Since the year is coming to a close and we just finished up our handwriting program I did with my first daughter, I want to share my official Handwriting Without Tears Curriculum review. Keep reading to see some pros and cons about the program! I also shared a video with my thoughts, so if you’re a visual person, check that out below!

Handwriting Without Tears Curriculum Review

I purchased the Handwriting Without Tears Curriculum for my daughter when she was four, I believe. It’s taken us two years to work through it, mostly because I treated it very informally and let her work on it at her own pace! Here are my main thoughts on our experience with the program.

Watch the Video:

Curriculum Info:

There are two components. The teacher guide and the student notebook. This is the “Letters and Numbers for Me” program, but they have curriculum levels for Pre-K all the way to 5th grade.

Handwriting Without Tears Pros:

01. I like how they group the letters for the order of teaching. They have the letters ordered for teaching in a very understandable way. Letters that start with a line down, and then back to the top to finish are all grouped together, etc. I like that aspect of the program.

02. It’s engaging to learn and teach. Handwriting can be boring, so they do try to jazz it up a bit, which I can appreciate.

03. It’s open-and-go. No prep is needed.

Handwriting Without Tears Cons:

01. They have a very specific language you use when teaching letter formations. “Down bump” “Kick” “Slide away” etc. My daughter didn’t buy into this gimmick, so it didn’t work out well for us. Perhaps because she’d already had some writing practice in the past? Whatever the case, it wasn’t my favorite, and I don’t know how well it translates into later years.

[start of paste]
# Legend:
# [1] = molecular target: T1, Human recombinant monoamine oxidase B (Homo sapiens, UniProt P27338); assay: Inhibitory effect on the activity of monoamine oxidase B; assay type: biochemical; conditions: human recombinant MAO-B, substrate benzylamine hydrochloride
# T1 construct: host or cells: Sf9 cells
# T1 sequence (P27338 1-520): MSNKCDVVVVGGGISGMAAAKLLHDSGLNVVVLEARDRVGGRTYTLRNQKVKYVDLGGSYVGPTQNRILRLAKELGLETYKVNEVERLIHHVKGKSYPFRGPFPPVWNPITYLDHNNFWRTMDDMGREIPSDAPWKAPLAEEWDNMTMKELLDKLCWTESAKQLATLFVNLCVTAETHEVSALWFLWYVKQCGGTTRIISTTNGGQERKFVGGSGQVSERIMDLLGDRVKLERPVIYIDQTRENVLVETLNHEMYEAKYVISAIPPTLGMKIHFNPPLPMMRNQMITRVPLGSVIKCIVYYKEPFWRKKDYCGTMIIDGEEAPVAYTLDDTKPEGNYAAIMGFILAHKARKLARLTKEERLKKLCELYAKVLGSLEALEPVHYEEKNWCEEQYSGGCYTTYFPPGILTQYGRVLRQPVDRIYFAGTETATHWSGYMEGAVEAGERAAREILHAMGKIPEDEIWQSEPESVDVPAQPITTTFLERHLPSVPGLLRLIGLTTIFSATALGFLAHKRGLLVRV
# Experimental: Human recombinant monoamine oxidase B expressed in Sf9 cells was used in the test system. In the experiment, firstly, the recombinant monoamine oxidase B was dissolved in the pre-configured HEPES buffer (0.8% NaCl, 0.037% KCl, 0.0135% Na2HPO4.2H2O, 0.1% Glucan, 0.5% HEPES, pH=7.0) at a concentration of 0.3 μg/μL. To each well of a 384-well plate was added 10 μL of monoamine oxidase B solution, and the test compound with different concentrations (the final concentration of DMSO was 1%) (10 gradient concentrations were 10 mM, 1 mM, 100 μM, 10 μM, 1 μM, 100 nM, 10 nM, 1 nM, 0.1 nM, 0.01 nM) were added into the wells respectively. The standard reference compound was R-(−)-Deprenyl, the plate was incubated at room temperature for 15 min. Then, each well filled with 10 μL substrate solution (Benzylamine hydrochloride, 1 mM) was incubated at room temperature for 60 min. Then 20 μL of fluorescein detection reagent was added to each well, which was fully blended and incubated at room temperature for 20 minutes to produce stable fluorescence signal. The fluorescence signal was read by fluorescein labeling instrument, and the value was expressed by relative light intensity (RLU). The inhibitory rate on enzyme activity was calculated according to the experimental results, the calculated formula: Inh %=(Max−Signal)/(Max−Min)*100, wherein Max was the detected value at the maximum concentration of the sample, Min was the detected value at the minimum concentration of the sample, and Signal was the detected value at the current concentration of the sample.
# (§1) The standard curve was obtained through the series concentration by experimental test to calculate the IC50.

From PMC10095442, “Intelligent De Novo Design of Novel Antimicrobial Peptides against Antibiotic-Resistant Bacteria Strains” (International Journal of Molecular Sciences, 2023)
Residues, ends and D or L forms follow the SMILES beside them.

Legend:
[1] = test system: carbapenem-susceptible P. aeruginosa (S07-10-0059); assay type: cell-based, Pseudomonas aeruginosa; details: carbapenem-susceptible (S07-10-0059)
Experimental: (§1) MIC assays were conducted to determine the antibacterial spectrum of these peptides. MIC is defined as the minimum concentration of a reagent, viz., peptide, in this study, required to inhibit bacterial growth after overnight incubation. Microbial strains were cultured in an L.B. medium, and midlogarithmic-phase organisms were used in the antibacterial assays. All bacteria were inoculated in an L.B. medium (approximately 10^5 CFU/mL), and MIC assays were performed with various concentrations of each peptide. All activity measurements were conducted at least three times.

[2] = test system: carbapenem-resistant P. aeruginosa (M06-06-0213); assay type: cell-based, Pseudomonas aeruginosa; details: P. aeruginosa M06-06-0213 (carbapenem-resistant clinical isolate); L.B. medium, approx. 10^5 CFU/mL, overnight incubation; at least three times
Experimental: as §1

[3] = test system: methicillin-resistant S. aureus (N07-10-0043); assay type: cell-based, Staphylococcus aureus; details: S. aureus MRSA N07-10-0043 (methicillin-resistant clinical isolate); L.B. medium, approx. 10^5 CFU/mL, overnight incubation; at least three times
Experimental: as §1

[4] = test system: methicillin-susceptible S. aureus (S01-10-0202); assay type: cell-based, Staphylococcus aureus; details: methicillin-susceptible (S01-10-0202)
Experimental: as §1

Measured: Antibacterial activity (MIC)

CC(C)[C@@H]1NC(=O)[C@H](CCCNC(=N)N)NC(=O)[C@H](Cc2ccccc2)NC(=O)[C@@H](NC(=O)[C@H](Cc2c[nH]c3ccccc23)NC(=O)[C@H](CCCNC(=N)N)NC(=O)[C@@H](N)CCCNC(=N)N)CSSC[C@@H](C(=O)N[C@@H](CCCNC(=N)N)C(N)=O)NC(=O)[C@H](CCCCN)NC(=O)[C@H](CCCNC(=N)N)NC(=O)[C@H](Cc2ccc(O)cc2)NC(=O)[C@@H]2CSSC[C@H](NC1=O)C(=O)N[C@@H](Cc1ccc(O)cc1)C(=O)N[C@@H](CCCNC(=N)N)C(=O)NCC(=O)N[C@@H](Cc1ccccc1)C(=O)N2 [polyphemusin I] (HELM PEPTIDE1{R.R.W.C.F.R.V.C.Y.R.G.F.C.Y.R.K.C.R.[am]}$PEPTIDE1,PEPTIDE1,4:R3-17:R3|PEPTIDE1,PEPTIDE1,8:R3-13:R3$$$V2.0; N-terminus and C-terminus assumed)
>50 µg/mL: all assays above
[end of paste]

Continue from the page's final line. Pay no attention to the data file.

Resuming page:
02. The wooden pieces that are supposed to aid in teaching the formation don’t come with the curriculum. I find them rather clunky and unrealistic. (See video for a more detailed explanation of my thoughts on this.)

03. I’m pretty sure this was created for whole classrooms full of students. The teacher book has very specific directions that make it feel like it’s for teaching to a large group of students versus just one student. I feel like it would be wonderful for a Kindergarten classroom of many students.

Final Thoughts:

Overall, I think I’ll take a more Charlotte Mason approach when my daughter starts school at age 6 this autumn. I plan to do copywork and have her learn handwriting in a more natural way. (Copying her favorite poems and nursery rhymes a little at a time to practice handwriting.) I also have a handwriting program lined up for next year, so stay tuned to see wha I’ve decided on for my Year 1 (Form 1) student!

Shop the curriculum here.

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